Skip to main content
eScholarship
Open Access Publications from the University of California

The Cultural Gravity of a Neighborhood Temple: Lay Practice and Temple Buddhism in Contemporary Shanghai

  • Author(s): Carter, Harrison Blaine
  • Advisor(s): Madsen, Richard
  • et al.
No data is associated with this publication.
Abstract

This qualitative research focuses on one Buddhist temple in urban Shanghai from the ground up to better understand the contours of lay practice oriented toward and inspired by Buddhism in contemporary China. It helps fill an important gap in the scholarship on contemporary Chinese Buddhism which has tended toward top-down investigations of elite temples and practitioners, textual traditions, and state influence. A religious ecology framework emphasizing the relationships between elements is used to describe the temple community and contribute to conceptualizing a spectrum of lay Buddhist practice in China today.

The temple has two clear groups of practitioners; a core group of regularly participating lay Buddhists and a wider, more numerous, group whose practices are rooted in popular religious culture. Each has clear in-group similarity and practices based on a distinct religious foundation. However, participants of both groups share a place of worship, cultural heritage, and certain values. I outline a temple ecology built on interdependence and, at times, ambivalence between the groups. The temple promotes a generalized culture that allows for both groups to fulfill their aims and the community to thrive. Comprehensive analysis of participant practices also allows for conceptualizing the ecology of lay practice oriented toward Buddhism more broadly in a way that draws out the important connections between the lay Buddhist and popular practices found at the temple. A theoretically grounded defining feature of practicing lay Buddhism is proposed that can effectively account for the breadth and distinctiveness of temple practices and contribute to describing a spectrum of lay Buddhist practice in urban China today.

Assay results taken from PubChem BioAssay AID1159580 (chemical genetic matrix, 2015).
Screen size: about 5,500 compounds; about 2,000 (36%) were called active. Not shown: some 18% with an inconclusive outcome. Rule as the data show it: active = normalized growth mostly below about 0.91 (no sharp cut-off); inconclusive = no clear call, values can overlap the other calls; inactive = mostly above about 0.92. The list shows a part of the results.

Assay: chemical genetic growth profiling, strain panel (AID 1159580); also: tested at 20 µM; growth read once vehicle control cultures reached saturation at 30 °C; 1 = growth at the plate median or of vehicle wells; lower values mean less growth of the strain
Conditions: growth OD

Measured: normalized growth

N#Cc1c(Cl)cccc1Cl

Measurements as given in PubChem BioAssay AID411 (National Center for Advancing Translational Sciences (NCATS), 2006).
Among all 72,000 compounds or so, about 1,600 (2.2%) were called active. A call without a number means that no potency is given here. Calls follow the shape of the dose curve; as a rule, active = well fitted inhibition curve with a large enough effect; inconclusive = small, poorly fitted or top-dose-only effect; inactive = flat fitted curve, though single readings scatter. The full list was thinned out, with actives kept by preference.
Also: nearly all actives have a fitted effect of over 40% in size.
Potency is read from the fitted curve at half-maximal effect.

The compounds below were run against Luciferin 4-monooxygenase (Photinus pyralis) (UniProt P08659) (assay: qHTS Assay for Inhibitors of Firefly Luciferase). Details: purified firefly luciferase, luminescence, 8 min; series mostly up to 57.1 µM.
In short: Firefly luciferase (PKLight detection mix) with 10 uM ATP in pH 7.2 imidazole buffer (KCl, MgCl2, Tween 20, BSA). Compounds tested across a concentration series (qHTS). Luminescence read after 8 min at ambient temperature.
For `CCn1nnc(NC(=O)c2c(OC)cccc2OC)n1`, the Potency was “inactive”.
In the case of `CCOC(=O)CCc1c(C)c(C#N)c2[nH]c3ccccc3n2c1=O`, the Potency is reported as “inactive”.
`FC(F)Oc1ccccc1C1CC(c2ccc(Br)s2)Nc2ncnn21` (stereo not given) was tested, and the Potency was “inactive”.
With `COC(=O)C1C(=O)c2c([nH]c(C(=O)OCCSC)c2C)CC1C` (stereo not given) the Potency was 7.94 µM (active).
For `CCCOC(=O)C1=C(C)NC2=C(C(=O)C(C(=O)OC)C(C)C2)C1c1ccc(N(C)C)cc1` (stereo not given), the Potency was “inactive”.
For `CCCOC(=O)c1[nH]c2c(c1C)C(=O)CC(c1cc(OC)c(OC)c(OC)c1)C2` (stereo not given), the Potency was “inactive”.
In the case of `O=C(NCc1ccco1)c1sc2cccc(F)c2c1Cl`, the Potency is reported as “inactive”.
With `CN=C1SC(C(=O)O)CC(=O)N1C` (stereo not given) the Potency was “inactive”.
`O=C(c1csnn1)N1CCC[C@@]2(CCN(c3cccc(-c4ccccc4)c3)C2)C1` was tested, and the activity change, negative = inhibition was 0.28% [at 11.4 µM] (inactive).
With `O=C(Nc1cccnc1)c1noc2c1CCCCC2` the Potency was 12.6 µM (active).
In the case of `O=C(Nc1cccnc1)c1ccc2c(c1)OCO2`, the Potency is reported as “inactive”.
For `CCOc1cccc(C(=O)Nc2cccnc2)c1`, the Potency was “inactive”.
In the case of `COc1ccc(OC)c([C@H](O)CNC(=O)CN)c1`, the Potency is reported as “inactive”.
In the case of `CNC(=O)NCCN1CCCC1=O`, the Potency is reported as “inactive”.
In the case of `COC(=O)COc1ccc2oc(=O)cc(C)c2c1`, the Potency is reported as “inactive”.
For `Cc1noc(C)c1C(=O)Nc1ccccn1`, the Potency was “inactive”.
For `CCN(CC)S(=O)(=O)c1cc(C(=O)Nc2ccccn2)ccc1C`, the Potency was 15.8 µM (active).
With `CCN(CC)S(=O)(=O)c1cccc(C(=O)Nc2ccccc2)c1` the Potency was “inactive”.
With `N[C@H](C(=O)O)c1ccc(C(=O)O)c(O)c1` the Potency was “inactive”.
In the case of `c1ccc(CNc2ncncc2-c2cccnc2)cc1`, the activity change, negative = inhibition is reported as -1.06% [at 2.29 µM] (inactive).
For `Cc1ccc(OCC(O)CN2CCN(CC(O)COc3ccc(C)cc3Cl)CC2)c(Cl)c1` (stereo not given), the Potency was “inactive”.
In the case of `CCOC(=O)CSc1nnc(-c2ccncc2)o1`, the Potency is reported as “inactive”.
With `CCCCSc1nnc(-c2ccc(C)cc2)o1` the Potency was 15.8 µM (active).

Finally, the findings about lay practice on the ground challenge the extent which efforts to modernize, contain, and control Buddhism have been successful in purifying Buddhism of its popular elements. At this local temple, instead, both groups are accepted and supported which is necessary for its survival and success. The temple is also an important venue for the spread of Buddhism and renewal of shared values in the community. These findings about the complexities of urban temple Buddhism in China should encourage additional reflection about the forces shaping Chinese Buddhism today.

Main Content

This item is under embargo until April 2, 2022.